Editor’s Note: RCR Wireless News goes all in for “Throwback Thursdays,” tapping into our archives to resuscitate the top headlines from the past. Fire up the time machine, put on the sepia-tinted shades, set the date for #TBT and enjoy the memories!
600 MHz auction kicks off
Despite some pessimism about the eventual outcome of the proceedings, the mobile telecommunications industry showed robust enthusiasm for the 600 MHz spectrum auction currently up for bid by the Federal Communications Commission. The first round of forward bidding in the FCC’s 600 MHz incentive auction proceedings generated more than $8 billion in net “winning” bids, or roughly 10% of the more than $88 billion in total proceeds expected to be needed for a successful auction. Most of the initial bidding was heavily weighted toward the auction’s more populous licenses, which garnered significant interest from participants. Following conclusion of the proceeding’s reverse auction, the FCC is offering up various blocks of spectrum across 428 partial economic areas, with each block containing 10 megahertz of spectrum. As expected, the New York City-based partial economic area license block received the greatest amount of interest, with bidders putting in claims for 33 10-megahertz blocks of licenses at the opening price of $135 million per license. … Read more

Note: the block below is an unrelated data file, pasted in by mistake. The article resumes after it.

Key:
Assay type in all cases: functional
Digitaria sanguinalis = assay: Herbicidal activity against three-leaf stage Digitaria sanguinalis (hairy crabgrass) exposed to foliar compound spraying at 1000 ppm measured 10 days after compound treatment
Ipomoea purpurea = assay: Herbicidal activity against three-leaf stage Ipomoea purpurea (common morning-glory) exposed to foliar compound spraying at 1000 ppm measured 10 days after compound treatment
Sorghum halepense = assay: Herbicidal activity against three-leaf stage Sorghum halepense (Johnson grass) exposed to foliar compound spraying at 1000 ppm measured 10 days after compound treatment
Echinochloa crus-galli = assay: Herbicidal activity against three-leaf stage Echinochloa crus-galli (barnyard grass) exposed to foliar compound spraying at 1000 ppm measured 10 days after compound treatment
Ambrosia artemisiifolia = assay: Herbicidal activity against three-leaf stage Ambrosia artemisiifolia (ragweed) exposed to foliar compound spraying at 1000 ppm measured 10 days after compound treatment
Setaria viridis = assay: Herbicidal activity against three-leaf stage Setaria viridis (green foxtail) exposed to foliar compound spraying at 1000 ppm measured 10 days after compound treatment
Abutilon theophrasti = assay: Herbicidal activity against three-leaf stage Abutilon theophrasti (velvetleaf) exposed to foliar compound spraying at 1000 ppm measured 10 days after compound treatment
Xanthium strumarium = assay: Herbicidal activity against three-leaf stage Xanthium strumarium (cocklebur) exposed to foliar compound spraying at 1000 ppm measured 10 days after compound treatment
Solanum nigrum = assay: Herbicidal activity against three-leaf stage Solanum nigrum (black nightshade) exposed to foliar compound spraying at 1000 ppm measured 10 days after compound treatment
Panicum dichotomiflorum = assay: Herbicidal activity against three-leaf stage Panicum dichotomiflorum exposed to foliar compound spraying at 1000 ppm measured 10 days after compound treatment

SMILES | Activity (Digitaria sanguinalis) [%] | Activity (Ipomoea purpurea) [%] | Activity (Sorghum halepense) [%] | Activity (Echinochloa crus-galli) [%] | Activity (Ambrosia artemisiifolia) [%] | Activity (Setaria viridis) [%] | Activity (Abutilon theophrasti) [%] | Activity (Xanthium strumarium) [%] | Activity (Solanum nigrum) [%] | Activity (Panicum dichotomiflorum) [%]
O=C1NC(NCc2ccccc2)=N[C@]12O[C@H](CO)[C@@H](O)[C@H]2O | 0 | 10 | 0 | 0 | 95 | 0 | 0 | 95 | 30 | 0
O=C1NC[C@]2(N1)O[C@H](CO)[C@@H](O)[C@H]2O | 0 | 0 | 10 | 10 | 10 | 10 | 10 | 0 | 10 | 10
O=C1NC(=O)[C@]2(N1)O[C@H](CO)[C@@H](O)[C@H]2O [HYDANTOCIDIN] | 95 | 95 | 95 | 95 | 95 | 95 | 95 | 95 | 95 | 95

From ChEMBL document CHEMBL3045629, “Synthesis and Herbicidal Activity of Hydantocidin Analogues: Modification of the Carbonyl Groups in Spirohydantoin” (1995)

Rivada Networks fills its ranks with former Sprint execs